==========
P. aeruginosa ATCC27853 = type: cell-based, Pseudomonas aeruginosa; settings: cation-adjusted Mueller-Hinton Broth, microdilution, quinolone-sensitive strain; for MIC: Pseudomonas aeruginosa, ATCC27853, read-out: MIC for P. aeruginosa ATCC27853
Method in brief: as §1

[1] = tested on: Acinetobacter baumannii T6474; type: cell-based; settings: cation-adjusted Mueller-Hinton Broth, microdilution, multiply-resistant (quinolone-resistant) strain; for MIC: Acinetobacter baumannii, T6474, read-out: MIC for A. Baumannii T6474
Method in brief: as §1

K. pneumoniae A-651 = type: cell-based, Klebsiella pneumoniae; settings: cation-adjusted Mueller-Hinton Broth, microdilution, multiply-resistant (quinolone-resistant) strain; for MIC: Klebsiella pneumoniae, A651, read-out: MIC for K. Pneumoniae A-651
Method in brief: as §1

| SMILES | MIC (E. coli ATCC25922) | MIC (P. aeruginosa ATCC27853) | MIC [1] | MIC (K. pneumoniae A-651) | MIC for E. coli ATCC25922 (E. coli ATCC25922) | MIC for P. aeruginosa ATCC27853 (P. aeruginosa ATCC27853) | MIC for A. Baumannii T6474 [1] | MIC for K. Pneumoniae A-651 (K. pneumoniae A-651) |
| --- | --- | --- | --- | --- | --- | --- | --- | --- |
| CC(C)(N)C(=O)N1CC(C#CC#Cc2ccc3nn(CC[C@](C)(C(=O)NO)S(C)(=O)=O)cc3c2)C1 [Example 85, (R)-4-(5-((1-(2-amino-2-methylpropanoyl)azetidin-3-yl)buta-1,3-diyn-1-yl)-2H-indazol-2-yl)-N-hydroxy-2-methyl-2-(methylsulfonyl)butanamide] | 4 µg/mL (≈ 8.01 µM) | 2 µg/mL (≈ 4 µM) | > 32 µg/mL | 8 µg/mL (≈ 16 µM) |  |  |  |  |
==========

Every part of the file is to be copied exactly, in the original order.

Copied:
P. aeruginosa ATCC27853 = type: cell-based, Pseudomonas aeruginosa; settings: cation-adjusted Mueller-Hinton Broth, microdilution, quinolone-sensitive strain; for MIC: Pseudomonas aeruginosa, ATCC27853, read-out: MIC for P. aeruginosa ATCC27853
Method in brief: as §1

[1] = tested on: Acinetobacter baumannii T6474; type: cell-based; settings: cation-adjusted Mueller-Hinton Broth, microdilution, multiply-resistant (quinolone-resistant) strain; for MIC: Acinetobacter baumannii, T6474, read-out: MIC for A. Baumannii T6474
Method in brief: as §1

K. pneumoniae A-651 = type: cell-based, Klebsiella pneumoniae; settings: cation-adjusted Mueller-Hinton Broth, microdilution, multiply-resistant (quinolone-resistant) strain; for MIC: Klebsiella pneumoniae, A651, read-out: MIC for K. Pneumoniae A-651
Method in brief: as §1

| SMILES | MIC (E. coli ATCC25922) | MIC (P. aeruginosa ATCC27853) | MIC [1] | MIC (K. pneumoniae A-651) | MIC for E. coli ATCC25922 (E. coli ATCC25922) | MIC for P. aeruginosa ATCC27853 (P. aeruginosa ATCC27853) | MIC for A. Baumannii T6474 [1] | MIC for K. Pneumoniae A-651 (K. pneumoniae A-651) |
| --- | --- | --- | --- | --- | --- | --- | --- | --- |
| CC(C)(N)C(=O)N1CC(C#CC#Cc2ccc3nn(CC[C@](C)(C(=O)NO)S(C)(=O)=O)cc3c2)C1 [Example 85, (R)-4-(5-((1-(2-amino-2-methylpropanoyl)azetidin-3-yl)buta-1,3-diyn-1-yl)-2H-indazol-2-yl)-N-hydroxy-2-methyl-2-(methylsulfonyl)butanamide] | 4 µg/mL (≈ 8.01 µM) | 2 µg/mL (≈ 4 µM) | > 32 µg/mL | 8 µg/mL (≈ 16 µM) |  |  |  |  |